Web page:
Look up or review key terms and concepts used in CRISPR Made Simple.
APPLIED RESEARCH - Research that uses scientific knowledge to solve problems in everyday life. Applied research often involves making new medicines, machines, and tools.
BACTERIA/BACTERIUM - A type of one-celled organism. Bacterium is the singular form of bacteria, referring to just one bacterial cell.
BACTERIOPHAGE - A type of virus that infects bacteria.
BASIC RESEARCH - Scientific research that answers questions about how the world and living organisms work.
BIOLOGY - The study of how organisms live, grow, and interact with each other and the environment.
CELL - The building blocks of life. All organisms are made of one or many cells.
CLIMATE CHANGE - Big changes to the planet in things like temperature, rain, wind, and storms. Climate change doesn't refer to just one day of unusual weather, but changing weather patterns over time.
CLINICAL TRIAL - A test with volunteer participants that looks at whether a new medical treatment is safe and works well.
CRISPR - A tool for gene editing that is made from the immune system of bacteria and other one-celled organisms.
CROP - A plant grown in farms for food.
DATA - The information scientists gather from observations and experiments.
DISEASE MODEL - Cells or whole organisms that are made to have some features of a disease. Disease models are used to study diseases and treatments in labs.
DNA - The instruction manual that tells each cell what to do, sometimes called "the code of life." DNA is made of four different kinds of building blocks represented by the letters A, T, C, and G.
ETHICS - Thinking and talking about whether things we do are good and bad or right and wrong.
GENE - A piece of DNA that codes for a single protein. A gene is made of a sequence of DNA letters.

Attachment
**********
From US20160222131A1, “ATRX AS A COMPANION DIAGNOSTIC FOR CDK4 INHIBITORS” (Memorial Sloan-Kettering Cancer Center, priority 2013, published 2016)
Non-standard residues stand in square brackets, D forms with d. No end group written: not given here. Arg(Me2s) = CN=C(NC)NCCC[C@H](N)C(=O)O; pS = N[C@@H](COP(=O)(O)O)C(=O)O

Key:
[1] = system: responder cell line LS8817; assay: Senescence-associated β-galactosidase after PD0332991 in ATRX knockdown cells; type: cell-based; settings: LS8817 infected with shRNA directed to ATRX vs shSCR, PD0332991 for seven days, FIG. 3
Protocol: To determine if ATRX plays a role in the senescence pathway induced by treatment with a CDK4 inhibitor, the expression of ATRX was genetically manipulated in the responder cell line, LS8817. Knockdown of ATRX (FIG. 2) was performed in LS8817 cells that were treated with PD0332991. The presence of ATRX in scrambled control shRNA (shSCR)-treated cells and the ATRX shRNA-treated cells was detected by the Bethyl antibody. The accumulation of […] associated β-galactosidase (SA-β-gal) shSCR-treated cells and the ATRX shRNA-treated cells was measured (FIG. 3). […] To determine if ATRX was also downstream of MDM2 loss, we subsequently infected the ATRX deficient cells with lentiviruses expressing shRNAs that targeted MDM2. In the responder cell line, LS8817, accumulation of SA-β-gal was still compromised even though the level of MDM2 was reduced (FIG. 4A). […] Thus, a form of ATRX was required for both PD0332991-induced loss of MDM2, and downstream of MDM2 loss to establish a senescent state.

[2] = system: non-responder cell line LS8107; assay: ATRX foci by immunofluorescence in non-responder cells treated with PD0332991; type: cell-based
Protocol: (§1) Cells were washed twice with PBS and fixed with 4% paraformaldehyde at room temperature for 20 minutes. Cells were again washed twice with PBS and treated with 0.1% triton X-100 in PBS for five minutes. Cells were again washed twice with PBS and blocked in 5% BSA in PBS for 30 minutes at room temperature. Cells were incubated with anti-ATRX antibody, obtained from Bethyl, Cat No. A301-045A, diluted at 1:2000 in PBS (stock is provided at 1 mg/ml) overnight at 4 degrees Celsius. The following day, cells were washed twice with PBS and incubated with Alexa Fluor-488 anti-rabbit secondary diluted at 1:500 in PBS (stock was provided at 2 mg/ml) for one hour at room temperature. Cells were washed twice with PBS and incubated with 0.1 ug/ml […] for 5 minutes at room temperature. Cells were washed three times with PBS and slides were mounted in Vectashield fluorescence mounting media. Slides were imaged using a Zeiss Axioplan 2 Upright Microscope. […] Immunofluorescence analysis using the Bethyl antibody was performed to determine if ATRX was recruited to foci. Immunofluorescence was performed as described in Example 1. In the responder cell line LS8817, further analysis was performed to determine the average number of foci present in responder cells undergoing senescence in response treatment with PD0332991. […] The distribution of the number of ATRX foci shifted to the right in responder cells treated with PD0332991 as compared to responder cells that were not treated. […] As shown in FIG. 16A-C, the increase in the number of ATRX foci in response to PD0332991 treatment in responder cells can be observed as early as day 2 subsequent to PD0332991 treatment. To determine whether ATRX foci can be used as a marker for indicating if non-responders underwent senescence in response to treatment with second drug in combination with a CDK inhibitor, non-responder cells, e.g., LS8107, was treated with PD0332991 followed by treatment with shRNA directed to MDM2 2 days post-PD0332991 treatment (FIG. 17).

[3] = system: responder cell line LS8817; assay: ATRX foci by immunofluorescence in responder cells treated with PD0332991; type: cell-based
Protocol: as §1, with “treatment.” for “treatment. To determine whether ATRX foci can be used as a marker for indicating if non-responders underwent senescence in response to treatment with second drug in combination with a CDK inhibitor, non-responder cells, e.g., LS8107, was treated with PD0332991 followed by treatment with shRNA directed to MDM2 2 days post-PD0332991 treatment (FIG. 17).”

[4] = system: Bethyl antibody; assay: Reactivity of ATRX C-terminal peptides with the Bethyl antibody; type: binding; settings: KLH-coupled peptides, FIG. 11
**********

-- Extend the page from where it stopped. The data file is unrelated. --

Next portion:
GENE EDITING - Taking out, adding, or changing DNA letters on purpose. Since the DNA letters in genes control traits, a scientist can change an organism's traits by editing its DNA.
GENE VARIANT - Differences in the DNA letters of the same gene. Variants can be helpful, harmful, or have no effect at all.
GENETIC DISEASE - A disease caused by at least one harmful gene variant.
GENOME - The collection of all of the genes in an organism.
GERMS - A casual way to refer to one-celled organisms like bacteria, archaea, and some fungi, as well as viruses.
HEREDITY - Passing traits from parents to children. Genes are the unit of heredity.
IMMUNE SYSTEM - A set of tools organisms use to fight off harmful germs.
LAB - A place where scientists do experiments with special equipment (short for "laboratory").
ORGANISM - A living creature. An organism is made of one or many cells.
PEST - An insect that eats the leaves, fruits, or other parts of a plant.
PESTICIDE - A chemical that kills pests.
PHAGE - A shortened name for "bacteriophage," a type of virus that infects bacteria.
POPULATION GROWTH - An increase in the number of people living in a certain place.
PROTEIN - One of the main building blocks of cells. Proteins do most of the jobs in a cell.
SCIENCE - A set of methods for studying the natural world.
SELECTIVE BREEDING - A process where farmers can slowly make organisms with the traits they want. Over many generations, they keep picking and breeding organisms with some of the traits — and the gene variants — they want, resulting in significant changes in the organism over time.
TRAIT - A characteristic of an organism that is shaped by genes, for example, hair color.
VIRUS - An infectious agent that uses other organisms to replicate its genetic material and make more virus copies.